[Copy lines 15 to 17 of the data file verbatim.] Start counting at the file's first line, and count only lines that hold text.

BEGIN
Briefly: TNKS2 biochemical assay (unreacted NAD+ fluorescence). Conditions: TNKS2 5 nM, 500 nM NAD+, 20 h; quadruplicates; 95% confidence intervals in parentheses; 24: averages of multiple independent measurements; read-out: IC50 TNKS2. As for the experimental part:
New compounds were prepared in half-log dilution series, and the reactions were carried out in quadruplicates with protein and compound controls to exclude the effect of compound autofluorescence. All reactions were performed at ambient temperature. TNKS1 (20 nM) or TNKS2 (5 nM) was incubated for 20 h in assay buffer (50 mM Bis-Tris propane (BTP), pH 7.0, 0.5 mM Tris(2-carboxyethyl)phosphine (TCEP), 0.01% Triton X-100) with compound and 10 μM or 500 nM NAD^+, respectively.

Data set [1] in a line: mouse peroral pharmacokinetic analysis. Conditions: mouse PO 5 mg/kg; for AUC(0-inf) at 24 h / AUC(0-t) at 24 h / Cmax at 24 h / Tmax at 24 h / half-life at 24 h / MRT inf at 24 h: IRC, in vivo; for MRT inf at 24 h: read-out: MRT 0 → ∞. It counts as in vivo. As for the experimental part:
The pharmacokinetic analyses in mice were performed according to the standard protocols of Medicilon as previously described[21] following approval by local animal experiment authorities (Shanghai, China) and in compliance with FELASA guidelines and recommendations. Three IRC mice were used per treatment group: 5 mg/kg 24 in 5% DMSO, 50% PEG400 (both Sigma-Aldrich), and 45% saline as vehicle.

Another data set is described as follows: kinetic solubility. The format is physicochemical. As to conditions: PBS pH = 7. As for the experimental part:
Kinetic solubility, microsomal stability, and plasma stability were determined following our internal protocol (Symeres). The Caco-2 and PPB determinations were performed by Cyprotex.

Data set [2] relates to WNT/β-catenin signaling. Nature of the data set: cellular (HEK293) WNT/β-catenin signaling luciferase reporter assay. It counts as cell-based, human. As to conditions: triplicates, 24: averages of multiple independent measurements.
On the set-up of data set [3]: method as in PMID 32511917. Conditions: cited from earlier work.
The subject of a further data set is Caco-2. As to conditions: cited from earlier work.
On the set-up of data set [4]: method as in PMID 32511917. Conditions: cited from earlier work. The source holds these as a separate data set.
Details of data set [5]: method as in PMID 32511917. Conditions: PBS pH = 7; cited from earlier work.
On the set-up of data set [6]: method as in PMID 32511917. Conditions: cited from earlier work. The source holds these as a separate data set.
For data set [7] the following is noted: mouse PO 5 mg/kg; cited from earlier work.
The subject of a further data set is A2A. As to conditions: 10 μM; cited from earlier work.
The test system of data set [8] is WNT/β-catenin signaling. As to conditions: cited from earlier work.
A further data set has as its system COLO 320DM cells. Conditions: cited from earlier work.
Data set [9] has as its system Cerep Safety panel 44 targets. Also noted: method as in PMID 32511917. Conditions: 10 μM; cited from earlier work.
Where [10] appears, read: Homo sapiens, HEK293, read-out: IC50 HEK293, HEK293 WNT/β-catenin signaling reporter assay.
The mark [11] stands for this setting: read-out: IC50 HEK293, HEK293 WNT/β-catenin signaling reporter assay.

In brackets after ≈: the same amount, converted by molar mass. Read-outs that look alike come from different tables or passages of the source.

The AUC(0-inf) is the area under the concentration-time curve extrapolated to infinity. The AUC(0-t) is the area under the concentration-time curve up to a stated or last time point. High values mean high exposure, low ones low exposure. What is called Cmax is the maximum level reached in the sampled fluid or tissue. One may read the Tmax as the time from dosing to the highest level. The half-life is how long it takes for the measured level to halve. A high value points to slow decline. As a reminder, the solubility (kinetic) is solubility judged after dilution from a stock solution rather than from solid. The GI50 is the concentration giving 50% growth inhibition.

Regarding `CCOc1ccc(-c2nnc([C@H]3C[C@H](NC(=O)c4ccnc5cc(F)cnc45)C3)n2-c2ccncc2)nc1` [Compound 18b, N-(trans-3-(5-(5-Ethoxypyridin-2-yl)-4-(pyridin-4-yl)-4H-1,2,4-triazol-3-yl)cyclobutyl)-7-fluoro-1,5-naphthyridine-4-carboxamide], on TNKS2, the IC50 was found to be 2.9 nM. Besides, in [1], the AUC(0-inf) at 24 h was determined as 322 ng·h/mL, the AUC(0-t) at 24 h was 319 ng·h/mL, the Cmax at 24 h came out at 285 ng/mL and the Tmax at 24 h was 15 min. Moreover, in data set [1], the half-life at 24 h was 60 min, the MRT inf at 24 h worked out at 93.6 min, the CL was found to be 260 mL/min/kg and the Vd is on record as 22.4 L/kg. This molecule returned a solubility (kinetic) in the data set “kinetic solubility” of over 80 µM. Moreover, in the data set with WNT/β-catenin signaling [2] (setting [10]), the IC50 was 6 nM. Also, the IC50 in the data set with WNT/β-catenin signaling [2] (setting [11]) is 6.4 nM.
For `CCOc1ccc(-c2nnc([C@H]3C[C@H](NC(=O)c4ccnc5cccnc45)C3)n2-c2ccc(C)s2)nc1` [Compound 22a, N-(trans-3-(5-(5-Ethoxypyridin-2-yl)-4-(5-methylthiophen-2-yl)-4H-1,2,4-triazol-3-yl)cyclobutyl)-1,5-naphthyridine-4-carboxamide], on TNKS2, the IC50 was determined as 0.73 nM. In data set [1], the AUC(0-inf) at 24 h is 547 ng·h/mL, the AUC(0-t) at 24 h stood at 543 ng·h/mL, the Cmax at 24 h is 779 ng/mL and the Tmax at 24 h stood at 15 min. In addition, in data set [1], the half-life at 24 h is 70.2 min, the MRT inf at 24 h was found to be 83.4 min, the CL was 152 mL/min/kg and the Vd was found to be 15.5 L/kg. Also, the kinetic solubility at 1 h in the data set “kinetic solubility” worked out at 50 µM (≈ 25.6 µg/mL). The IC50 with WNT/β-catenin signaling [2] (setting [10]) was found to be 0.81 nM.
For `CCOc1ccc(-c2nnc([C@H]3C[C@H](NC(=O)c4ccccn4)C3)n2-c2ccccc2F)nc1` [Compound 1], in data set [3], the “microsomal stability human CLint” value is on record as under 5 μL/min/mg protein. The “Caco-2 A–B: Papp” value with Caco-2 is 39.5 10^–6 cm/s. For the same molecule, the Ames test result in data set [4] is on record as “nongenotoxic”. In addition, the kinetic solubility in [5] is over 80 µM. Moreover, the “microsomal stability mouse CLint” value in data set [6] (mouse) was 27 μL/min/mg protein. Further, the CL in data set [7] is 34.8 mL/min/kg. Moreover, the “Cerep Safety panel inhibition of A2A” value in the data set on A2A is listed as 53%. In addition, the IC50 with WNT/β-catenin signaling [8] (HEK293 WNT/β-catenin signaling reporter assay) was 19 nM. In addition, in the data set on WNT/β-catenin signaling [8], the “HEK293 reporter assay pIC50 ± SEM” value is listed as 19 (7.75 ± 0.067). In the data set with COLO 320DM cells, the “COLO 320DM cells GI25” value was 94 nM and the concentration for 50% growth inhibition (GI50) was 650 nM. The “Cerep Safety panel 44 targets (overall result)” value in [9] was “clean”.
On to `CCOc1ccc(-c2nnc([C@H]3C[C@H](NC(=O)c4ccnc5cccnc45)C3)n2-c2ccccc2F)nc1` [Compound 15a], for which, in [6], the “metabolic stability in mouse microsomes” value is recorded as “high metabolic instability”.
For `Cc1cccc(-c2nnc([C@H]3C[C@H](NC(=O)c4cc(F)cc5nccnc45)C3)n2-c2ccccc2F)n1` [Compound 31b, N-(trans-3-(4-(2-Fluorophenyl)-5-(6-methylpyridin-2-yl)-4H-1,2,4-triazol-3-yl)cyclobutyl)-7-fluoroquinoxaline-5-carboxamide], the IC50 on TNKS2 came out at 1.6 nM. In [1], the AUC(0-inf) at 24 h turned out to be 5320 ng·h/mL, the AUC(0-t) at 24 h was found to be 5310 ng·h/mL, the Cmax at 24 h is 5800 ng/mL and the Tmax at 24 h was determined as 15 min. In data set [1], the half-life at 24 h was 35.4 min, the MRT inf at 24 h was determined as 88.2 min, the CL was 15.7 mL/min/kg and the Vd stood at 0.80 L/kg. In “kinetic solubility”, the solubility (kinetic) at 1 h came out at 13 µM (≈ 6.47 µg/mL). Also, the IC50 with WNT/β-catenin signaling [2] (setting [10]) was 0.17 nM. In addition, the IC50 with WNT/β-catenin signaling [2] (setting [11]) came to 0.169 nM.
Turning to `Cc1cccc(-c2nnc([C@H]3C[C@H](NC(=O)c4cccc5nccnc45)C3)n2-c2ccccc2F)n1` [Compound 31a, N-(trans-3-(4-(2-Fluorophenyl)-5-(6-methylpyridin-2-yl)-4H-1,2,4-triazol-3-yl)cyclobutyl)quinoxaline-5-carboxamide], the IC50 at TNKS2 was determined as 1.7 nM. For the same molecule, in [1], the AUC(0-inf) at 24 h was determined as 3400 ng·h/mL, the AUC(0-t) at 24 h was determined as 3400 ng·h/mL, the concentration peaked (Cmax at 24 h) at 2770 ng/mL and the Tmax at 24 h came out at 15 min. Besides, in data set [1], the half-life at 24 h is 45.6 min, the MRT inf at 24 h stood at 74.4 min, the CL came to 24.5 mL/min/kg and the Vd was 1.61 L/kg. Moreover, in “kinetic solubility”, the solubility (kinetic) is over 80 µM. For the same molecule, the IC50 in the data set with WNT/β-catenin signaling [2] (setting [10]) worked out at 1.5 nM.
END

The test system of data set [8] is WNT/β-catenin signaling. As to conditions: cited from earlier work.
A further data set has as its system COLO 320DM cells. Conditions: cited from earlier work.
Data set [9] has as its system Cerep Safety panel 44 targets. Also noted: method as in PMID 32511917. Conditions: 10 μM; cited from earlier work.